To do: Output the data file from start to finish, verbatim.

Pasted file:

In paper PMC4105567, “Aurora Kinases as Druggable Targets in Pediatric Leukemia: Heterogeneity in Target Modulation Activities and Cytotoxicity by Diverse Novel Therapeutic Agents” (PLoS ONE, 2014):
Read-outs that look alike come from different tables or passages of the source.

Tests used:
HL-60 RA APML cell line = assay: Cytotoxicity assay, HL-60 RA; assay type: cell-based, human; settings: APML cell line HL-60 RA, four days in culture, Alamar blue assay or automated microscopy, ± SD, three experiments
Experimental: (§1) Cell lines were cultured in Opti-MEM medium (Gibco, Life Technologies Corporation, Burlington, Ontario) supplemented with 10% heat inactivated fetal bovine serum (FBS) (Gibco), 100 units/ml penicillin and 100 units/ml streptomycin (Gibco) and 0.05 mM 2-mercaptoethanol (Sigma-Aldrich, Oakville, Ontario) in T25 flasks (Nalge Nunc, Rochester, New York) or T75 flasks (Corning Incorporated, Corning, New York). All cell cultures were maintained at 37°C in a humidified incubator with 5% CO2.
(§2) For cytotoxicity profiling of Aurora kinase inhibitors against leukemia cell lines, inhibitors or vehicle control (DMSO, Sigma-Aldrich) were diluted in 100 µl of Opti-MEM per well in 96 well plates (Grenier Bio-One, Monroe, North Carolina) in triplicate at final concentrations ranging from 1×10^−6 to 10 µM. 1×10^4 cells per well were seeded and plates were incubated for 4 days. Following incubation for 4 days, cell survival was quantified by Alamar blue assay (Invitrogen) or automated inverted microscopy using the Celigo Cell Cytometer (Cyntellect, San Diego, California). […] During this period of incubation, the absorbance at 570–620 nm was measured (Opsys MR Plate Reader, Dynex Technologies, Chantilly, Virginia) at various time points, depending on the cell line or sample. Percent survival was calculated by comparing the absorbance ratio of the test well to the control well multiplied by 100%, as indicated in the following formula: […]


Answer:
In paper PMC4105567, “Aurora Kinases as Druggable Targets in Pediatric Leukemia: Heterogeneity in Target Modulation Activities and Cytotoxicity by Diverse Novel Therapeutic Agents” (PLoS ONE, 2014):
Read-outs that look alike come from different tables or passages of the source.

Tests used:
HL-60 RA APML cell line = assay: Cytotoxicity assay, HL-60 RA; assay type: cell-based, human; settings: APML cell line HL-60 RA, four days in culture, Alamar blue assay or automated microscopy, ± SD, three experiments
Experimental: (§1) Cell lines were cultured in Opti-MEM medium (Gibco, Life Technologies Corporation, Burlington, Ontario) supplemented with 10% heat inactivated fetal bovine serum (FBS) (Gibco), 100 units/ml penicillin and 100 units/ml streptomycin (Gibco) and 0.05 mM 2-mercaptoethanol (Sigma-Aldrich, Oakville, Ontario) in T25 flasks (Nalge Nunc, Rochester, New York) or T75 flasks (Corning Incorporated, Corning, New York). All cell cultures were maintained at 37°C in a humidified incubator with 5% CO2.
(§2) For cytotoxicity profiling of Aurora kinase inhibitors against leukemia cell lines, inhibitors or vehicle control (DMSO, Sigma-Aldrich) were diluted in 100 µl of Opti-MEM per well in 96 well plates (Grenier Bio-One, Monroe, North Carolina) in triplicate at final concentrations ranging from 1×10^−6 to 10 µM. 1×10^4 cells per well were seeded and plates were incubated for 4 days. Following incubation for 4 days, cell survival was quantified by Alamar blue assay (Invitrogen) or automated inverted microscopy using the Celigo Cell Cytometer (Cyntellect, San Diego, California). […] During this period of incubation, the absorbance at 570–620 nm was measured (Opsys MR Plate Reader, Dynex Technologies, Chantilly, Virginia) at various time points, depending on the cell line or sample. Percent survival was calculated by comparing the absorbance ratio of the test well to the control well multiplied by 100%, as indicated in the following formula: […]